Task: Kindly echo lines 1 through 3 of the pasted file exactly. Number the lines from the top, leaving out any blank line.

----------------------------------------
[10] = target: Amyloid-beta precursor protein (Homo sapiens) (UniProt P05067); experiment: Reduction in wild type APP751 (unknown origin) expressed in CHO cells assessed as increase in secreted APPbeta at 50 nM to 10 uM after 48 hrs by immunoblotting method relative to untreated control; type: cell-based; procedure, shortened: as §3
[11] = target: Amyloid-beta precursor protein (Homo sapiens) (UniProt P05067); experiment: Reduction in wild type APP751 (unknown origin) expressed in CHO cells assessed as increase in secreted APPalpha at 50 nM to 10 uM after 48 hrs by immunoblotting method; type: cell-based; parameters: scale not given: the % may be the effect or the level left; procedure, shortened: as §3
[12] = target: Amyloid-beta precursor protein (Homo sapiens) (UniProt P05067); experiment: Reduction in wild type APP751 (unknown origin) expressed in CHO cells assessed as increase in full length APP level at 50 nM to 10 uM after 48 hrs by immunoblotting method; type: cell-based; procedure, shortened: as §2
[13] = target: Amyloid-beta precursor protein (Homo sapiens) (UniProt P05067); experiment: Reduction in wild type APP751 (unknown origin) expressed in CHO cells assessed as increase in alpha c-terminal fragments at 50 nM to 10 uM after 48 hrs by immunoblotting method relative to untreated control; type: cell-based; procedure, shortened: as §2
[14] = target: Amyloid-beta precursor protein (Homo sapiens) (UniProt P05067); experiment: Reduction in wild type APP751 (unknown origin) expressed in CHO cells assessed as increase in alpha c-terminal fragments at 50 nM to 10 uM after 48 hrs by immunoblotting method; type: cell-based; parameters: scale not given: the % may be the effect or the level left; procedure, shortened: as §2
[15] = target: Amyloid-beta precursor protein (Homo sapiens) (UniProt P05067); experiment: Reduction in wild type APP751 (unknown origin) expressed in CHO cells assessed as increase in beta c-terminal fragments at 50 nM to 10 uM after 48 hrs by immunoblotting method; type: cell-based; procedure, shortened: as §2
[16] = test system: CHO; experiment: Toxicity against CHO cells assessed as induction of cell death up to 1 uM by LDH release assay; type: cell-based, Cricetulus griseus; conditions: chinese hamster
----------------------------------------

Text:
[10] = target: Amyloid-beta precursor protein (Homo sapiens) (UniProt P05067); experiment: Reduction in wild type APP751 (unknown origin) expressed in CHO cells assessed as increase in secreted APPbeta at 50 nM to 10 uM after 48 hrs by immunoblotting method relative to untreated control; type: cell-based; procedure, shortened: as §3
[11] = target: Amyloid-beta precursor protein (Homo sapiens) (UniProt P05067); experiment: Reduction in wild type APP751 (unknown origin) expressed in CHO cells assessed as increase in secreted APPalpha at 50 nM to 10 uM after 48 hrs by immunoblotting method; type: cell-based; parameters: scale not given: the % may be the effect or the level left; procedure, shortened: as §3
[12] = target: Amyloid-beta precursor protein (Homo sapiens) (UniProt P05067); experiment: Reduction in wild type APP751 (unknown origin) expressed in CHO cells assessed as increase in full length APP level at 50 nM to 10 uM after 48 hrs by immunoblotting method; type: cell-based; procedure, shortened: as §2